This professor of history at the University of Montreal provides a very accurate review of the initial stage of the Russian Revolution of 1917, the most pivotal event of the 20th century, which occurred precisely 100 years ago. The event spread panic among the ruling capitalist classes across continental Europe, the US, and the entire British Empire. You can't have a reasonably accurate understanding of major subsequent events if you don't have an understanding of this revolution. Carley provides that in his description of the first stage of the revolution in this scholarly, but concise article.
(The scholarly features include showing dates from both our calendar and the Julian calendar, and using several foreign or more obscure words/expressions to which I've offered translations: "koshmar", "flagging", and "calendes grecques" became a colloquial expression for postponing something forever.)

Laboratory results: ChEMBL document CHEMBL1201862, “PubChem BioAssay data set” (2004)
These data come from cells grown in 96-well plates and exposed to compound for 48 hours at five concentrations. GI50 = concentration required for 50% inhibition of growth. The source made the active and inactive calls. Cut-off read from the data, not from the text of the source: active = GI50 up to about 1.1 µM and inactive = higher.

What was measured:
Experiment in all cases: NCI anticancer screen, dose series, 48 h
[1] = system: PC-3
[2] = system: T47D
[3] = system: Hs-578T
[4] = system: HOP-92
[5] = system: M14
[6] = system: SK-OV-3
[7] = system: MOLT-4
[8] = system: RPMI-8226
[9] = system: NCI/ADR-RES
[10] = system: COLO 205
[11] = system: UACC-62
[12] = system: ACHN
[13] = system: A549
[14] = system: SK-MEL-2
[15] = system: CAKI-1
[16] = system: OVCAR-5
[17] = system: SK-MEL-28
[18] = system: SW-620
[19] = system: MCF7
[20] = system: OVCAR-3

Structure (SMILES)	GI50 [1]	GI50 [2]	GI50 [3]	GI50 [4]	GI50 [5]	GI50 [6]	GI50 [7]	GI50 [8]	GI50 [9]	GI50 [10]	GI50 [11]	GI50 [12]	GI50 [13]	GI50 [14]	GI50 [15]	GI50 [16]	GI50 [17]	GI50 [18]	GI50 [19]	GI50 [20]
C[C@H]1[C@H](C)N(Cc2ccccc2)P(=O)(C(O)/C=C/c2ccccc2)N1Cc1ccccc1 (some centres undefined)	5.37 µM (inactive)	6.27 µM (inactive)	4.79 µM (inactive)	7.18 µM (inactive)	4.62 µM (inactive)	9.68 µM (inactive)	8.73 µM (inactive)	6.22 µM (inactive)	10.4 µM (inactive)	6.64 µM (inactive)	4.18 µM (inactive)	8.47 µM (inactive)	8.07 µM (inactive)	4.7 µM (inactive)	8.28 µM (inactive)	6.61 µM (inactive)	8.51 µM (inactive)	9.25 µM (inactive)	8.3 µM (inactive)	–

This was the beginning of the period of so-called "dual power". The Petrograd Soviet would not take power directly, but in effect would govern indirectly, acting as a sentinel of the revolutionary masses and "usurping" government authority, as western diplomats saw it. Dual power was a formula for chaos especially since the Provisional Government represented traditional tsarist elites, and the Soviets, the revolutionary masses. In fact, the Provisional Government had no popular base at all. Not even the Imperial Duma could buttress it, Ambassador Paléologue reported, for the Duma "had disappeared". The Petrograd Soviet is now "the parliament of all Russia". Hence, if there was "dual power" in Russia, it tilted heavily to the side of the new Soviets.
The two big issues in the spring of 1917 were peace and land redistribution.